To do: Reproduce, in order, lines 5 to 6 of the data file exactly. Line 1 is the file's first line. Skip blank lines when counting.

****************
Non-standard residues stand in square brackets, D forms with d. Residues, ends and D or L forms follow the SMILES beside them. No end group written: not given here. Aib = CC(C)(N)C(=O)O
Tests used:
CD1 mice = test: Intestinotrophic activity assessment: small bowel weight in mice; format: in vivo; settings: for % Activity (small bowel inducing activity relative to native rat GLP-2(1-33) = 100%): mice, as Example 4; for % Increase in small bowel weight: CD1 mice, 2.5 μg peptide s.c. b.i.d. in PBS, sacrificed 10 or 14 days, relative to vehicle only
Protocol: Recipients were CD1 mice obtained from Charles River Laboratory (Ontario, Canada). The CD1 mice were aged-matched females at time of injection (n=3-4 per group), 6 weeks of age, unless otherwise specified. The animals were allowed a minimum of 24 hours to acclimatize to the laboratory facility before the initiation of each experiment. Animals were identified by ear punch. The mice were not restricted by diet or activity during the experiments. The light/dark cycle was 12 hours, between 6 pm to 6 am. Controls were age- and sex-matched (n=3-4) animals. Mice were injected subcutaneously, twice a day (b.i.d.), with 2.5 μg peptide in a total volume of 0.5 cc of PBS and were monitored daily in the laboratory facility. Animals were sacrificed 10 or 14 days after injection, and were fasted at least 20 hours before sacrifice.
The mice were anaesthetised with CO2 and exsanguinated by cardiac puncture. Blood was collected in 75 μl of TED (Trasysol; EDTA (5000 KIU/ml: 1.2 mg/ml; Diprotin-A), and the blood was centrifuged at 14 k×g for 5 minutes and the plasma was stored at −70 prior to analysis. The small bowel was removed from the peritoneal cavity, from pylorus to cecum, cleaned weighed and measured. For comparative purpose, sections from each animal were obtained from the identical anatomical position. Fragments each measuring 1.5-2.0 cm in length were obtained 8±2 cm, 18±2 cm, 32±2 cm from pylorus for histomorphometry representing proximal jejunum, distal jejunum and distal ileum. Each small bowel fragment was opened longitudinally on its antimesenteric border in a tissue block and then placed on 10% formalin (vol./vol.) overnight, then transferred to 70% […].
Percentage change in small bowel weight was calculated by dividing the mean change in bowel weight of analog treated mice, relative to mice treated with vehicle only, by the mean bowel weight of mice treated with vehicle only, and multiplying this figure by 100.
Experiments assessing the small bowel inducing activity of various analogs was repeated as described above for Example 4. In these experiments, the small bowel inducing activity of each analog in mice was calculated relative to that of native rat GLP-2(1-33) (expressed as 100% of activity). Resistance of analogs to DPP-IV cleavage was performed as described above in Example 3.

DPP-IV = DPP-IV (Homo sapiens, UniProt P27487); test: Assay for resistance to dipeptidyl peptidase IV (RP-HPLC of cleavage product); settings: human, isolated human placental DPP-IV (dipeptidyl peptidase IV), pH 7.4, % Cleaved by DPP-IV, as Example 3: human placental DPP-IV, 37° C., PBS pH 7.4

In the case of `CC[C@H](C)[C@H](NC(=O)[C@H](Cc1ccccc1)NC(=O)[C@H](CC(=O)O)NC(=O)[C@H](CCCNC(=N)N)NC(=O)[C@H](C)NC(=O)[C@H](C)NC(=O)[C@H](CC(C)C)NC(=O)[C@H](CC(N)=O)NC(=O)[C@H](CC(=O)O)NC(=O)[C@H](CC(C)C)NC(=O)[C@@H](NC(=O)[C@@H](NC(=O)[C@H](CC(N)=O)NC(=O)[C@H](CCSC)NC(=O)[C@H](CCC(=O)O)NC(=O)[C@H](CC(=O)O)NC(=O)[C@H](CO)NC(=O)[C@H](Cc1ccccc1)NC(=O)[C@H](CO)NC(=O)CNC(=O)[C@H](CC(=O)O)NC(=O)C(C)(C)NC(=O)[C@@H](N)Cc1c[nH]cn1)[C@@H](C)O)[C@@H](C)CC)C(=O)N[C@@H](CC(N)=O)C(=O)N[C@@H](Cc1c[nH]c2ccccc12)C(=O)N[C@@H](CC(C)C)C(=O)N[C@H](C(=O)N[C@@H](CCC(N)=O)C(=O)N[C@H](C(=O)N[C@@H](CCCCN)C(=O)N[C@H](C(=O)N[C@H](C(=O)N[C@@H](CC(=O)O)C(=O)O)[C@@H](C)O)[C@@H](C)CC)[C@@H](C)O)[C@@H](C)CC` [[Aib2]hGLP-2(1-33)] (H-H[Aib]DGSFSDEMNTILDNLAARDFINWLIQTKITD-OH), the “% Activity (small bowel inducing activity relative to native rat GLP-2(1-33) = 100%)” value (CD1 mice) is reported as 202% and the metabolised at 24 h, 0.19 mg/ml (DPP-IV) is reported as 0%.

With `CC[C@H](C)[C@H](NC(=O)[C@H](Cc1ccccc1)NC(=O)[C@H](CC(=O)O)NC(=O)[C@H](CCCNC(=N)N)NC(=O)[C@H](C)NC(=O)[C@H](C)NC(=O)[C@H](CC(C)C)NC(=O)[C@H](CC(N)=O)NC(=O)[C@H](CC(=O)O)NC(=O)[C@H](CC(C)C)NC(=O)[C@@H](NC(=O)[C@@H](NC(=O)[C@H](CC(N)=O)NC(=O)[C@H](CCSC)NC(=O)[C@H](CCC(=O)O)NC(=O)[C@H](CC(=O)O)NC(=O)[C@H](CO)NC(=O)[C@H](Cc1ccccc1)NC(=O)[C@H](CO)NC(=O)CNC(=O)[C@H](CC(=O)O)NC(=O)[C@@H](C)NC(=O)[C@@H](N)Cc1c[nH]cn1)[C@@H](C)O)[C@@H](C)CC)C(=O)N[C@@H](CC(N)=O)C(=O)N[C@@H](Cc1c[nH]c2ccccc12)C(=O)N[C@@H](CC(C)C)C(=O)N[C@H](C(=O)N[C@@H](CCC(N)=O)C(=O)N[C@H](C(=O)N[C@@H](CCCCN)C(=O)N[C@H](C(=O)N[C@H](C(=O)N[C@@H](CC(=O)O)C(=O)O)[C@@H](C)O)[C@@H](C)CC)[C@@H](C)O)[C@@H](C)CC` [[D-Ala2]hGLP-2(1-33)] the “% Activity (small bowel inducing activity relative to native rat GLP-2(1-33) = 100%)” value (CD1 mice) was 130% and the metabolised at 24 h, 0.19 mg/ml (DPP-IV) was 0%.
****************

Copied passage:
The mice were anaesthetised with CO2 and exsanguinated by cardiac puncture. Blood was collected in 75 μl of TED (Trasysol; EDTA (5000 KIU/ml: 1.2 mg/ml; Diprotin-A), and the blood was centrifuged at 14 k×g for 5 minutes and the plasma was stored at −70 prior to analysis. The small bowel was removed from the peritoneal cavity, from pylorus to cecum, cleaned weighed and measured. For comparative purpose, sections from each animal were obtained from the identical anatomical position. Fragments each measuring 1.5-2.0 cm in length were obtained 8±2 cm, 18±2 cm, 32±2 cm from pylorus for histomorphometry representing proximal jejunum, distal jejunum and distal ileum. Each small bowel fragment was opened longitudinally on its antimesenteric border in a tissue block and then placed on 10% formalin (vol./vol.) overnight, then transferred to 70% […].
Percentage change in small bowel weight was calculated by dividing the mean change in bowel weight of analog treated mice, relative to mice treated with vehicle only, by the mean bowel weight of mice treated with vehicle only, and multiplying this figure by 100.